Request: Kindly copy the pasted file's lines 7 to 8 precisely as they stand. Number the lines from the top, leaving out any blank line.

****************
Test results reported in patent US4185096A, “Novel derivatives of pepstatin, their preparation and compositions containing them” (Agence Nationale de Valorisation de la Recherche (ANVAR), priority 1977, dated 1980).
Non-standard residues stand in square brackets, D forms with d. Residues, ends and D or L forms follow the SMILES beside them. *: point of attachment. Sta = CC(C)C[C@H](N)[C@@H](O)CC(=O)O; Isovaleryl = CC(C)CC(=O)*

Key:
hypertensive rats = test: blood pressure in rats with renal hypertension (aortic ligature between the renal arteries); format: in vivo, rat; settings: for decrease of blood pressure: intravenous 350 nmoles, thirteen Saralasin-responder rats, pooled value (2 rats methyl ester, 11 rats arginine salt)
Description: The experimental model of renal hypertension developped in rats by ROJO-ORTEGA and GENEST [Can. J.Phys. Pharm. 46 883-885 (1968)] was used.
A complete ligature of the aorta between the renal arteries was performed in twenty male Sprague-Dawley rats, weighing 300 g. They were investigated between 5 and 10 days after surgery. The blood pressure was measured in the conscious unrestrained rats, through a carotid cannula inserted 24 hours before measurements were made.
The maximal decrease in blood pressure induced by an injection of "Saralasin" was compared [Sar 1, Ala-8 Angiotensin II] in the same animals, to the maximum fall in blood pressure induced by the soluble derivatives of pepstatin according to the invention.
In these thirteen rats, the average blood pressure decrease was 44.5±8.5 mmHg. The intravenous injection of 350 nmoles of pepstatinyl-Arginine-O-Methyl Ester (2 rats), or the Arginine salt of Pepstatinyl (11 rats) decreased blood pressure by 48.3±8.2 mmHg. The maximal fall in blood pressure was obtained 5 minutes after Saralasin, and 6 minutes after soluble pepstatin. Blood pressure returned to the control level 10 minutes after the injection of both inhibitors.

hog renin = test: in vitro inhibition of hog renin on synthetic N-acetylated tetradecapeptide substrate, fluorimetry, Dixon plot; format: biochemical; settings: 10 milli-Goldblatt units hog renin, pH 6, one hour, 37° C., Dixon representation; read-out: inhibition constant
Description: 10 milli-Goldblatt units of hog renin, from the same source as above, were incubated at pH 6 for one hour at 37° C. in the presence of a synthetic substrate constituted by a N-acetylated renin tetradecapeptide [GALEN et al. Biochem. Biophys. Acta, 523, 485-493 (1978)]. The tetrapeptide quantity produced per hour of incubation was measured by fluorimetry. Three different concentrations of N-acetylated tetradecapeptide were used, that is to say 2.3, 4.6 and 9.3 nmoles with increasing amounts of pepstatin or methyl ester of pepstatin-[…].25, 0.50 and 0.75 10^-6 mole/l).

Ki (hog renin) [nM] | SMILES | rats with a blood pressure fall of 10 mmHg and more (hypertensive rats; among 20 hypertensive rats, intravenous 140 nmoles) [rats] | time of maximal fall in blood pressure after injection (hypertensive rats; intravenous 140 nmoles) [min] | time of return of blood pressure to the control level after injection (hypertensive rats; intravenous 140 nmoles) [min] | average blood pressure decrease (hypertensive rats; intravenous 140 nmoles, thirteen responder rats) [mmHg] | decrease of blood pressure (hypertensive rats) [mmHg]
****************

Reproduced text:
The maximal decrease in blood pressure induced by an injection of "Saralasin" was compared [Sar 1, Ala-8 Angiotensin II] in the same animals, to the maximum fall in blood pressure induced by the soluble derivatives of pepstatin according to the invention.
In these thirteen rats, the average blood pressure decrease was 44.5±8.5 mmHg. The intravenous injection of 350 nmoles of pepstatinyl-Arginine-O-Methyl Ester (2 rats), or the Arginine salt of Pepstatinyl (11 rats) decreased blood pressure by 48.3±8.2 mmHg. The maximal fall in blood pressure was obtained 5 minutes after Saralasin, and 6 minutes after soluble pepstatin. Blood pressure returned to the control level 10 minutes after the injection of both inhibitors.